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'I've never been happier to be wrong' admits George Hook after Ireland's win over the Springboks

The RTÉ pundit had no problem admitting he underestimated this Irish team.

Hook was as pleased as anyone after Ireland's win.
Hook was as pleased as anyone after Ireland's win.
Image: Ryan Byrne/INPHO

GEORGE HOOK WAS forced to backtrack and eat his own words after Ireland produced a superlative performance to beat South Africa at the Aviva Stadium on Saturday.

During the pre-match build-up on RTÉ, Hook raised concerns over Ireland’s capability to compete with a Springboks side buoyed by a win over the All Blacks in their last outing.

The out-spoken pundit also questioned coach Joe Schmidt as the panel, including Brent Pope, assessed the size of the task facing the injury-ravaged hosts.

However, a domineering 29-15 victory for Ireland forced Hook to admit he completely underestimated Schmidt and the players.

“It’s an extraordinary privilege to be on television and to be able to give your opinions on a game you love and it’s also extraordinary when you get it so wrong,” he said.

“I have got it absolutely wrong. I have totally underestimated the extraordinary ability demonstrated by Joe Schmidt and the players under his control.

“I didn’t think it was possible nor did I think he was capable of doing it but I’m very happy to be wrong because you’re always happy to be wrong on these occasions,” Hook continued.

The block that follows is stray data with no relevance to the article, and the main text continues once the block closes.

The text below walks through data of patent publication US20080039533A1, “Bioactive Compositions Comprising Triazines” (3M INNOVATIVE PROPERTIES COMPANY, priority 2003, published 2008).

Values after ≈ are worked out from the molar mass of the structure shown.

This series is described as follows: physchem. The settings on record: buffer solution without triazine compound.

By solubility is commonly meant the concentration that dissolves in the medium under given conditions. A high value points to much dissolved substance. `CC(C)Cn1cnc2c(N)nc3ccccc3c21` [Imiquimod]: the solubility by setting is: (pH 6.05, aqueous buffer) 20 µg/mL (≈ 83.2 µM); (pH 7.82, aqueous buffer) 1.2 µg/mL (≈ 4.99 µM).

After a tight first-half, tries after the interval by Rhys Ruddock and Tommy Bowe manufactured a 16 point lead and unlike twelve months ago when the All Blacks broke Irish hearts, Schmidt’s men were able to complete the job.

With this game marking the start of the groundwork for next year’s World Cup, Hook claimed that the victory is a clear indication that this side can rub shoulders with the big boys in England.

“What this has proven now is that for the first time in my lifetime I’m going into a World Cup with an Irish squad that stands a real chance of doing better than any of its predecessors by reaching the semi-final.

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“This victory is one of the most extraordinary in the history of Irish rugby because our performances up until this point have always been predicated by courage, character and commitment but this victory was fashioned by extraordinary coaching, on unbelievable discipline and an incredible game plan.”

“I have never been happier to be wrong,” Hook concluded.

Ireland’s November Test series continues next week when Georgia visit the Aviva Stadium before Australia provide another significant appraisal of Joe Schmidt’s sides’ credentials.

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